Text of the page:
Small towns, farms and the environment will all suffer if the budget proposed by Gov. Corzine is adopted by the Legislature, advocates warned yesterday.
Dozens of lobbyists and residents made their pitches and pleas in the third public hearing before the Senate Budget and Appropriations Committee. The hearing at Gloucester County Institute of Technology was the group's first in South Jersey.
Meanwhile, in Trenton, David Rosen, the state's nonpartisan legislative budget and finance officer, told Assembly lawmakers that the slowing economy could result in the state collecting at least $289 million less in taxes in the next fiscal year than was previously estimated by Corzine.
In response, Assembly Budget Chairman Louis Greenwald (D., Camden) suggested that the state look into the possibility of allowing municipalities to levy other types of taxes.
If revenues do fall short of predictions, Rosen said he anticipated either more budget cuts or taxes. Corzine has said he would not support more taxes.
Corzine's proposed budget of $33 billion already includes reducing spending by about $2.7 billion. And that will inflict very real pain on state residents, advocates said at the Senate budget hearing.
William Brooks, a farmer from Upper Pittsgrove Township, Salem County, grows potatoes, vegetables and grain on a farm that has been in his family since 1838. He said the proposal to eliminate the Department of Agriculture would be devastating to the state's farmers, particularly when costs for necessities such as fuel, chemicals and machine parts were rising.
Corzine has suggested shifting the agency's essential functions to another department, such as Environmental Protection.
"I believe the Department of Agriculture has had more than its fair share of budget cuts and remains an efficient department," Brooks said. "I'm willing to see it take its fair share of cuts, but to think of the drastic elimination proposed by the governor is not acceptable to me or my family."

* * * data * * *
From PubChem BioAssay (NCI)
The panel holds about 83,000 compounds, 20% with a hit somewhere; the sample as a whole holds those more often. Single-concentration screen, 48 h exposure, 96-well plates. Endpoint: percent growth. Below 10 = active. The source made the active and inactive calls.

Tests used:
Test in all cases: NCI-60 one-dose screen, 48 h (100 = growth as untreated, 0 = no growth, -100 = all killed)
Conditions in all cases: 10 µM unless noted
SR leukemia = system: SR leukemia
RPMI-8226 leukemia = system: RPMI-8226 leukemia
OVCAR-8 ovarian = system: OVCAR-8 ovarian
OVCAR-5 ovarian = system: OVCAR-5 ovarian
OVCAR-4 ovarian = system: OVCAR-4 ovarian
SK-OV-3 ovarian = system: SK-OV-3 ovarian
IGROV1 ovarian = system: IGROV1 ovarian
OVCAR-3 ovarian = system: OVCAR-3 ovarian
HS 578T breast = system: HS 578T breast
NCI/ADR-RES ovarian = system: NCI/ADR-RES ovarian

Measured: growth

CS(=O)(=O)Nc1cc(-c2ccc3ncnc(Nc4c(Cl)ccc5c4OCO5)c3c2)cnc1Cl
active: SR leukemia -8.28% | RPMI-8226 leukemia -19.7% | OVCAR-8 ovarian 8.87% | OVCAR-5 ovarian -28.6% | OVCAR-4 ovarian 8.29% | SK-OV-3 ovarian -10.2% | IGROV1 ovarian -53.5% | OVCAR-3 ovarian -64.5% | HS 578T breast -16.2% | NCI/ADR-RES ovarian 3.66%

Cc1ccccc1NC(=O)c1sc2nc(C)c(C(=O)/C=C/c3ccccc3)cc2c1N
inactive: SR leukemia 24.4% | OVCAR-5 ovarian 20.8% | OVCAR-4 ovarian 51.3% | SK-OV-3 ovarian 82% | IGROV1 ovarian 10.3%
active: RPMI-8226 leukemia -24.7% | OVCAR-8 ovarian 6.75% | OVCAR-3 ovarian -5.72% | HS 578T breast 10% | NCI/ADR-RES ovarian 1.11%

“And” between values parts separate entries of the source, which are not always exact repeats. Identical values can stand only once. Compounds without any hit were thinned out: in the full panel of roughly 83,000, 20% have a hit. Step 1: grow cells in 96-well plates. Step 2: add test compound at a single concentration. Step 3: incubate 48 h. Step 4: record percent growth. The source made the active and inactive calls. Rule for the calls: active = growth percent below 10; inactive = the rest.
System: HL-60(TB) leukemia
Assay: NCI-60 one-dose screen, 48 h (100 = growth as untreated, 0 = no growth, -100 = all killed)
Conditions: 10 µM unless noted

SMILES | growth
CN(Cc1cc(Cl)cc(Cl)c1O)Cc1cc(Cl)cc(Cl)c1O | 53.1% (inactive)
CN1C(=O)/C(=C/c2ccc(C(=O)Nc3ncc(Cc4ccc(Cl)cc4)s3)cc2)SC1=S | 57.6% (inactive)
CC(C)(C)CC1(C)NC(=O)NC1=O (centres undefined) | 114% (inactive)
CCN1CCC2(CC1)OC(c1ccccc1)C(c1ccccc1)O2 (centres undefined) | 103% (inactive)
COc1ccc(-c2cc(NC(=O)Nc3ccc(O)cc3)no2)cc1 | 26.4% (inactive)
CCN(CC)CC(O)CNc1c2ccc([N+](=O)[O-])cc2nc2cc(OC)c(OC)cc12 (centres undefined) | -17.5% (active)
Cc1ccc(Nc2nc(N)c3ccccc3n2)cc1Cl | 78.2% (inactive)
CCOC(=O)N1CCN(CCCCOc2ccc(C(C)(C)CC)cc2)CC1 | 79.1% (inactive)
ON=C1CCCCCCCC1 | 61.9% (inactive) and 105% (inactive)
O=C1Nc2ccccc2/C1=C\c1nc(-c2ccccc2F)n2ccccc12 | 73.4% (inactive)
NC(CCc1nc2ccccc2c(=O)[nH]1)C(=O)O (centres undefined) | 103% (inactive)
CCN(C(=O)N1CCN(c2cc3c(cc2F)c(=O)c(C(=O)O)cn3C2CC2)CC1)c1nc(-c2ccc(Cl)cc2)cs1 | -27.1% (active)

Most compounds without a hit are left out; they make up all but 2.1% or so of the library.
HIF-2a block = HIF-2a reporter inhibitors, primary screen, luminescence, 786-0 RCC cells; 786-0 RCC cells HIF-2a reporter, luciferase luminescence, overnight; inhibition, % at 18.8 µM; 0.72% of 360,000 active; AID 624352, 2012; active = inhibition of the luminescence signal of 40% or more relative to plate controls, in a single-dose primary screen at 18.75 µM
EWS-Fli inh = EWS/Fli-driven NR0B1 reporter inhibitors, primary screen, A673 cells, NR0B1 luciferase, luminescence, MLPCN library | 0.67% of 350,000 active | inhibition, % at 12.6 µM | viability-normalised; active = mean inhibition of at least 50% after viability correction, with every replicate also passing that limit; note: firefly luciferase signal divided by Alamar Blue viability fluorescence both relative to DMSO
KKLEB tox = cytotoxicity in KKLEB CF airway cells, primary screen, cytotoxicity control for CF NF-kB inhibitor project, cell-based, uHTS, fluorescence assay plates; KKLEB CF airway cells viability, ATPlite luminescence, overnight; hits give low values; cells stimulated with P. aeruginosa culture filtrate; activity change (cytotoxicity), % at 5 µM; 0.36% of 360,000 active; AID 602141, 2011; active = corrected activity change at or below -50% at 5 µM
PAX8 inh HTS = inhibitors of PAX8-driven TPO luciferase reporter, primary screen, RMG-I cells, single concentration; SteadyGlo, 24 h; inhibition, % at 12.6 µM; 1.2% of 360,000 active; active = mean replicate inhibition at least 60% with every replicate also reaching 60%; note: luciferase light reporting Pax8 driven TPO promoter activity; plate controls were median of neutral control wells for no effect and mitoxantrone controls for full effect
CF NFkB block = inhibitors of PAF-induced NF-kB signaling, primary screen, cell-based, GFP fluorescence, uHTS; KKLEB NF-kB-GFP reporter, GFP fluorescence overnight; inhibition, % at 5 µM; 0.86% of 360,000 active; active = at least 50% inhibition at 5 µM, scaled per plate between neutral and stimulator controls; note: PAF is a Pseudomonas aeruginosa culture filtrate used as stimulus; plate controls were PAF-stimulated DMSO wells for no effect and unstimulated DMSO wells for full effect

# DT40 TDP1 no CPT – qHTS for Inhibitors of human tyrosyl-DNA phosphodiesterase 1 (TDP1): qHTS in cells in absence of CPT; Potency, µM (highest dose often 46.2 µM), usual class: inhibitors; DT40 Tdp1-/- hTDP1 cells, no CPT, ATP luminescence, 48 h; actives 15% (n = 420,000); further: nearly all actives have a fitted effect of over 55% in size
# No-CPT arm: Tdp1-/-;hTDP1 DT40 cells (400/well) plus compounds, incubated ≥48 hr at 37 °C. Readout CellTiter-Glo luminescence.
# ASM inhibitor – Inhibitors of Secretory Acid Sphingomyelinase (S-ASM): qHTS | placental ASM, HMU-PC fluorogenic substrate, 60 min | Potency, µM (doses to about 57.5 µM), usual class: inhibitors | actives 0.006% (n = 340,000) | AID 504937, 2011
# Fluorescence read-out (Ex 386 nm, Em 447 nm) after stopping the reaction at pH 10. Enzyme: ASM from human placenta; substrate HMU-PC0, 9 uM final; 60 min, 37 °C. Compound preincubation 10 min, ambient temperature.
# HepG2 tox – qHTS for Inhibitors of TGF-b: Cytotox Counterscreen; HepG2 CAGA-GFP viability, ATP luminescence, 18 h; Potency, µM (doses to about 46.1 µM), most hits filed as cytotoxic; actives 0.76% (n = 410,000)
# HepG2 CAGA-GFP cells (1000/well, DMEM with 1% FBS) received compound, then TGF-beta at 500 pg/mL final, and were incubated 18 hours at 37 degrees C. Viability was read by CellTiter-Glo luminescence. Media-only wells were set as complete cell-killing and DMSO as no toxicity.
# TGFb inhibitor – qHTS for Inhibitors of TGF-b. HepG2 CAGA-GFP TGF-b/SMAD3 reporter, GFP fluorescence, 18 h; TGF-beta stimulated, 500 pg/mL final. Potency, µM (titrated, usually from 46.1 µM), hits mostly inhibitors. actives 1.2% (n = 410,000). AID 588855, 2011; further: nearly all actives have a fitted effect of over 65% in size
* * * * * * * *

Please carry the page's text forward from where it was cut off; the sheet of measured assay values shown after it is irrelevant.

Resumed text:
Several representatives from small towns argued that the budget would unfairly penalize municipalities solely on the basis of their size. Corzine has proposed eliminating some state aid for towns with fewer than 5,000 residents and reducing aid to towns with 5,000 to 10,000 people.
The governor says that governments for small municipalities are among the root causes of New Jersey's property taxes, which are the highest in the nation. He has suggested that some towns merge.
But Marianne Smith, township manager for Hardyston Township in Sussex County, said that Hardyston previously conducted a state-sponsored consolidation study and found that simply sharing services would yield higher efficiency. Hardyston, population 8,200, is now sharing many services with Franklin Borough, Smith said.
She said there is no evidence that having 10,000 residents is a magic number and urged the state to take other measures to help municipalities rein in costs, including limiting arbitration awards that determine employee compensation and requiring more public employee contributions toward health benefits.
Several advocates for the environment argued that budget cuts to the state's Division of Parks and Forestry would impact the public's recreation and health. Advocates say state parks could be forced to reduce their hours or services as a result of massive funding cuts.
"Our state continues to lose over 40 acres of open space to development each day," said Amy Hansen, a policy analyst with the New Jersey Conservation Foundation. "This results in the irreparable loss of farms and natural areas and our clean air and water."
Lawmakers agreed this will be a difficult budget season. Sen. Barbara Buono (D., Middlesex), chairwoman of the committee, called this the darkest fiscal period she has seen since she joined the committee in 1994.
"Consumer confidence is low and economic anxiety as at an all-time high," Buono said. "There is no one right answer or solution, but we must stay within the governor's overall spending goals while making sure that we hold onto the services which the residents of New Jersey have come to rely upon."
Senate Majority Leader Stephen Sweeney (D., Gloucester) said that services must be cut to make ends meet.
"Some residents are going to be disappointed by this budget, but what everyone has to understand is if we want to improve our financial standing, we have to make some changes in the way New Jersey appropriates funds," he said.
But where the cuts should be made will undoubtedly spur further debate. Sen. Philip Haines (R., Burlington), for example, disagreed with some of the governor's proposed budget cuts and increases.
"We would seek to change that priority and make it more fair, more meaningful and more efficient based on an outcome-based test," Haines said. "Just to cut a town because it's under 10,000 is not fair."
According to the state constitution, the legislature must adopt a budget before the start of the next fiscal year on July 1.